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Ford fires up Transit service

By / 2 years ago / Interview / No Comments

Ford has now opened 105 specialist Transit Centres across the UK designed to give enhanced levels of service to its van customers, covering the entire model range from Fiesta van to Transit 2-tonne.

“If we go back to 2008 when we saw the new product being developed and we knew that come 2014/15 we would have the full line-up, we had to start preparing for a new proposition,” says Terry Rayner, director Transit Centres, Ford of Britain.

“It’s our view that we needed to have a different proposition to demonstrate the product better, to present the product better and actually if we look back at where we were, we were largely, from a dealer perspective, a car company that sold a few vans. We were very successful at it but often it was car guys selling car and commercial.

“Our view was that we needed to make a more distinct separation of the business, have dedicated sales teams and a completely different set of proposition standards. There’s a need for our dealers to grow their service capacity, whether that’s putting more lifts in or more people.”

The new centres come with the Transit24 service promise, which includes extended opening hours, while-you-wait servicing and priority handling for urgent repairs in the Transit Centre workshops. All Transit Centres carry RAC certification and opening hours from at least 7.30am to 6.30pm as well as Saturday mornings. Late night servicing is available on Thursday. Customers who drop a vehicle off by 4.00pm can collect at 10.00am on Friday morning. On-line service booking is available and Ford is offering a vehicle collection and delivery option.

Ford opened the first Transit Centre in November 2013 at Abingdon. “That was our pilot study really,” says Rayner. “A chance to see how the process would work. We had some look and style standards for car and we wanted to do it for CVs, make things appropriate.”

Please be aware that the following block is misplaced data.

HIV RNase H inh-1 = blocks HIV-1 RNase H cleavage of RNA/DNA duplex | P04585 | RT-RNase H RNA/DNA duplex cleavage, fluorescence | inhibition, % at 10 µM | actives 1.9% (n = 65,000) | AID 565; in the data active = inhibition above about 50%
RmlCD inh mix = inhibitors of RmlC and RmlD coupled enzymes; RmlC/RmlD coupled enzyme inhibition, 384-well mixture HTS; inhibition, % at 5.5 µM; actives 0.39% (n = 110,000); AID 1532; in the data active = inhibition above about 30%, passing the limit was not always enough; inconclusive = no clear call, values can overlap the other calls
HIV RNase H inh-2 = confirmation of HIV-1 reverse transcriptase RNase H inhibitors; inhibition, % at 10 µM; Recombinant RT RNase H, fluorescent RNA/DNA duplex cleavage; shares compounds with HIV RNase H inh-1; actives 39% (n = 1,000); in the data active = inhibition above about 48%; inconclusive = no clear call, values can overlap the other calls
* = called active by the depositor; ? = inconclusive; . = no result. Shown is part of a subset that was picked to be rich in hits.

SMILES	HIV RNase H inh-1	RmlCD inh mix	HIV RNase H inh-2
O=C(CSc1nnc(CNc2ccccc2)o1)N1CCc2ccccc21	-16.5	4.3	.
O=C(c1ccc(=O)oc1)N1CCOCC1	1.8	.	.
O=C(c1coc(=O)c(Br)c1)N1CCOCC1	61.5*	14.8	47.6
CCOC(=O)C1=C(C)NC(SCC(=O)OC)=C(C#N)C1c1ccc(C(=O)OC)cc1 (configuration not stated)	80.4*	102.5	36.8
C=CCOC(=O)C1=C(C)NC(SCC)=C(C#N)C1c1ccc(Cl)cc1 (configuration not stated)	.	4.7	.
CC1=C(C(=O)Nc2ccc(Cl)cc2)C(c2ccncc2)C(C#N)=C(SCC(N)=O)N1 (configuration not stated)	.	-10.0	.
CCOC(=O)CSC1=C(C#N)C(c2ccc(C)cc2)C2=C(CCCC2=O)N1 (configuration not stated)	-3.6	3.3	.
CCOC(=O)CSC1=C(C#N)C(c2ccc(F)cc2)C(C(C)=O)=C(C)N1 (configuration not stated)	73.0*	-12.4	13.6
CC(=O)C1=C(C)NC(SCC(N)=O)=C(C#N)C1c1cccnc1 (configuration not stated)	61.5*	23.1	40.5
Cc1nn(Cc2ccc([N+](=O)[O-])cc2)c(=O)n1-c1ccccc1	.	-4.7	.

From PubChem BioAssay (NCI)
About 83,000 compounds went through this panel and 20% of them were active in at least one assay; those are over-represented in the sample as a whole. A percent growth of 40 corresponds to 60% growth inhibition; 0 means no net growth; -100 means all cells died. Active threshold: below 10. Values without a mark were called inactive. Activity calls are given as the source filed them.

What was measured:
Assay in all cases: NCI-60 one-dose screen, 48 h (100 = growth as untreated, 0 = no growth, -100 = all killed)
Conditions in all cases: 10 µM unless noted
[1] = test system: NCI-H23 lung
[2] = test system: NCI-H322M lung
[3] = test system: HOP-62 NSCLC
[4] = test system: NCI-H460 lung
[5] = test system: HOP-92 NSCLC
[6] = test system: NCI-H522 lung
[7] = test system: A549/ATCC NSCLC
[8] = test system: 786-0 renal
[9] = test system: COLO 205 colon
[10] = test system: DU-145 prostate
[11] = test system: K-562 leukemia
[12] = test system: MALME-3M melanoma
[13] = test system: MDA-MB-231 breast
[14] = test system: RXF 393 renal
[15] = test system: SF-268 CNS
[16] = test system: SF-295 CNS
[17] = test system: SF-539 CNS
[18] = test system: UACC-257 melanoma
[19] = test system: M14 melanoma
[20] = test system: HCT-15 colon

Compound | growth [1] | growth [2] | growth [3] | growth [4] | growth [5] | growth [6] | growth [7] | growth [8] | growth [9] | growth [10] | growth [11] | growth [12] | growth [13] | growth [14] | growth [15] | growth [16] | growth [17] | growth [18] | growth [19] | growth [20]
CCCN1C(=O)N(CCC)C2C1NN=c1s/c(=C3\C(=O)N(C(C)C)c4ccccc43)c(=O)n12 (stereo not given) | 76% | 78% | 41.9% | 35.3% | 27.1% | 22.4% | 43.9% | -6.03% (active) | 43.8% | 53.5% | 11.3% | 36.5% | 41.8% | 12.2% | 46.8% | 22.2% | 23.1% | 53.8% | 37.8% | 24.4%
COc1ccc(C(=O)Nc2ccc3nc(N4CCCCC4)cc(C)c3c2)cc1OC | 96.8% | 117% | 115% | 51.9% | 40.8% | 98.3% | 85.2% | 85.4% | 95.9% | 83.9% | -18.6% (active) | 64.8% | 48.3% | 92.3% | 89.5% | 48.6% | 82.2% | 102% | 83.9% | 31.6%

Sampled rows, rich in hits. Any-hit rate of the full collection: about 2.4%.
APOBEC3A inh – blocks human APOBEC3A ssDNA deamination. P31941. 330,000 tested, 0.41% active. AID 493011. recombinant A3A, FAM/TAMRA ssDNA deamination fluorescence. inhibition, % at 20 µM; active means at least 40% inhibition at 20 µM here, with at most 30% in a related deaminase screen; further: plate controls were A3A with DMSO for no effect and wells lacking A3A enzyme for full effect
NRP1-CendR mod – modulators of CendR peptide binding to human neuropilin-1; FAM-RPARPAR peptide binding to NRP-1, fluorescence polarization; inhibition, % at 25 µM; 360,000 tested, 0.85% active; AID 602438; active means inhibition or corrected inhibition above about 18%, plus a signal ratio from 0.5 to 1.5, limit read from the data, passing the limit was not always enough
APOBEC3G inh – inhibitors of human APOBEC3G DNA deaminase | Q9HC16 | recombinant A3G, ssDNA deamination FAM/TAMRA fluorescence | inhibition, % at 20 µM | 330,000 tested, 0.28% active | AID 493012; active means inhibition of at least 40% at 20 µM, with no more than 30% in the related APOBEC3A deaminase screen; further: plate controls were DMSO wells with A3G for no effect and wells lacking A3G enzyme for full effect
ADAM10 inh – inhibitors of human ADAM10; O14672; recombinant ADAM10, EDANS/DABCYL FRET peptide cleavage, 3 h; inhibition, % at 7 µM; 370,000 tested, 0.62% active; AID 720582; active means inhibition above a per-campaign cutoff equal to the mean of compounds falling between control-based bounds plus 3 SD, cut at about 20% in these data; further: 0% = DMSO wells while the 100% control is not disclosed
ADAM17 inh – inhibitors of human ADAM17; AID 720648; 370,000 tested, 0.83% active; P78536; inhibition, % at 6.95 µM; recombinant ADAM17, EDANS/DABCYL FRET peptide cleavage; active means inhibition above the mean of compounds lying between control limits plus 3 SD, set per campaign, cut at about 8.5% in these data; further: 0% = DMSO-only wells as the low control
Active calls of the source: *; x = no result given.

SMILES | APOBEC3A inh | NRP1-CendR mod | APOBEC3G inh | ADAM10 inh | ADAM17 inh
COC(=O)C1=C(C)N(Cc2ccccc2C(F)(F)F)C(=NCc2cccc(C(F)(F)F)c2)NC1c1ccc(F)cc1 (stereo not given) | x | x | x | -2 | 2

In addition to the 105 centres, Ford has another 83 service only locations. “Of the 105, we’ve got 32 dealers that have dedicated, new commercial vehicle showrooms, ranging from the largest at Abingdon to a small unit that has been built in front of a dealership,” says Rayner.

“We’ve said to the dealers that we want to make a difference with this, it’s about changing the process, so we’ve been very focussed on customer qualification. Rather than dealing with fleet and corporate tenders where the customer already knows what they want, we’re trying to attract a whole new set of business customers that perhaps don’t know what they want.” Ford monitors the standards it has set with mystery shopping to keep dealers on their toes.

“For service, we took a different approach,” says Rayner, “We’ve got service outlets in for instance Truro, Birmingham, Aberdeen and Glasgow. They all have different market places and dynamics. Our view was that the proposition needs to be simple and equal across every dealership and it’s up to them to work out the capacity requirements in their area.

“So we have a two, five and seven day proposition. A routine service and repair customer should wait no longer than two days to be booked in. For a collect and deliver service, the waiting time should be no more than five days and for a vehicle where a courtesy vehicle will be required, the wait should be no more than seven days.

“If you’ve got a dealership in Birmingham, you might need 15 ramps to meet those criteria, but if you’ve got a dealership in Truro, you might only need two ramps. We mystery shop the lead times, not their capacity.”

And it’s paying dividends, reckons Rayner. The Abingdon Centre has expanded sales and its customer area from a 15-mile radius to 40. And the dealership is selling more cars as well.

Alex Grant

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